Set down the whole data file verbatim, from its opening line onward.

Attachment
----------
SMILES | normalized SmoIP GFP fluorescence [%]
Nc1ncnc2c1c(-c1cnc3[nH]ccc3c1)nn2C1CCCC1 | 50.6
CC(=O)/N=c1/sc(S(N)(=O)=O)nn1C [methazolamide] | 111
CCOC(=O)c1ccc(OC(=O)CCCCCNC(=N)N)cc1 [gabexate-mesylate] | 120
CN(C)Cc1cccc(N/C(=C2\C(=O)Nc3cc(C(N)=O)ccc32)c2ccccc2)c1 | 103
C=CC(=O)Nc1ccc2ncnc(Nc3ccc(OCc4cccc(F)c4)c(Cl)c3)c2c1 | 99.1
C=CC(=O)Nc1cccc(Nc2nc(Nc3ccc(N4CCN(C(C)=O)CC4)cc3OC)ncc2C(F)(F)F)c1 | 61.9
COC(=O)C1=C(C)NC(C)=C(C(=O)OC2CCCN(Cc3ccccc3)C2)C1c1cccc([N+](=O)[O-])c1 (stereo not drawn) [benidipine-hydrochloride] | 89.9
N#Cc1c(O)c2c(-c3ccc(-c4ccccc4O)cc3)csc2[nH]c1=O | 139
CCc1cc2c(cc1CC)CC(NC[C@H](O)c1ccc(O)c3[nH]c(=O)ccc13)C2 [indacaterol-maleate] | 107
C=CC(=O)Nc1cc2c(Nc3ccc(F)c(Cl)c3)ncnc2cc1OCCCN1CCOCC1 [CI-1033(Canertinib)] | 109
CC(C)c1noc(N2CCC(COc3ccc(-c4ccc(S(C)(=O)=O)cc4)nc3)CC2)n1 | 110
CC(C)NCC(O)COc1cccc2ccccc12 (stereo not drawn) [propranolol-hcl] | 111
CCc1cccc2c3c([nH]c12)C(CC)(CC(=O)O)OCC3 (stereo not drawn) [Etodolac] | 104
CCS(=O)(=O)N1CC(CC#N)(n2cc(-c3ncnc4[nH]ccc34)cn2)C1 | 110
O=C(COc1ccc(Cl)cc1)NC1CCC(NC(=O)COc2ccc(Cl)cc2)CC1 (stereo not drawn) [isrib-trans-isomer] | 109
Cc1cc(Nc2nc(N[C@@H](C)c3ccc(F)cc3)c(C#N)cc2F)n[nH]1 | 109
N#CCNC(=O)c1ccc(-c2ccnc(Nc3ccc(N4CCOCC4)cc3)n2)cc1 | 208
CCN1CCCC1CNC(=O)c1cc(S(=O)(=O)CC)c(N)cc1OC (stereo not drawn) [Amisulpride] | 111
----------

SMILES | normalized SmoIP GFP fluorescence [%]
Nc1ncnc2c1c(-c1cnc3[nH]ccc3c1)nn2C1CCCC1 | 50.6
CC(=O)/N=c1/sc(S(N)(=O)=O)nn1C [methazolamide] | 111
CCOC(=O)c1ccc(OC(=O)CCCCCNC(=N)N)cc1 [gabexate-mesylate] | 120
CN(C)Cc1cccc(N/C(=C2\C(=O)Nc3cc(C(N)=O)ccc32)c2ccccc2)c1 | 103
C=CC(=O)Nc1ccc2ncnc(Nc3ccc(OCc4cccc(F)c4)c(Cl)c3)c2c1 | 99.1
C=CC(=O)Nc1cccc(Nc2nc(Nc3ccc(N4CCN(C(C)=O)CC4)cc3OC)ncc2C(F)(F)F)c1 | 61.9
COC(=O)C1=C(C)NC(C)=C(C(=O)OC2CCCN(Cc3ccccc3)C2)C1c1cccc([N+](=O)[O-])c1 (stereo not drawn) [benidipine-hydrochloride] | 89.9
N#Cc1c(O)c2c(-c3ccc(-c4ccccc4O)cc3)csc2[nH]c1=O | 139
CCc1cc2c(cc1CC)CC(NC[C@H](O)c1ccc(O)c3[nH]c(=O)ccc13)C2 [indacaterol-maleate] | 107
C=CC(=O)Nc1cc2c(Nc3ccc(F)c(Cl)c3)ncnc2cc1OCCCN1CCOCC1 [CI-1033(Canertinib)] | 109
CC(C)c1noc(N2CCC(COc3ccc(-c4ccc(S(C)(=O)=O)cc4)nc3)CC2)n1 | 110
CC(C)NCC(O)COc1cccc2ccccc12 (stereo not drawn) [propranolol-hcl] | 111
CCc1cccc2c3c([nH]c12)C(CC)(CC(=O)O)OCC3 (stereo not drawn) [Etodolac] | 104
CCS(=O)(=O)N1CC(CC#N)(n2cc(-c3ncnc4[nH]ccc34)cn2)C1 | 110
O=C(COc1ccc(Cl)cc1)NC1CCC(NC(=O)COc2ccc(Cl)cc2)CC1 (stereo not drawn) [isrib-trans-isomer] | 109
Cc1cc(Nc2nc(N[C@@H](C)c3ccc(F)cc3)c(C#N)cc2F)n[nH]1 | 109
N#CCNC(=O)c1ccc(-c2ccnc(Nc3ccc(N4CCOCC4)cc3)n2)cc1 | 208
CCN1CCCC1CNC(=O)c1cc(S(=O)(=O)CC)c(N)cc1OC (stereo not drawn) [Amisulpride] | 111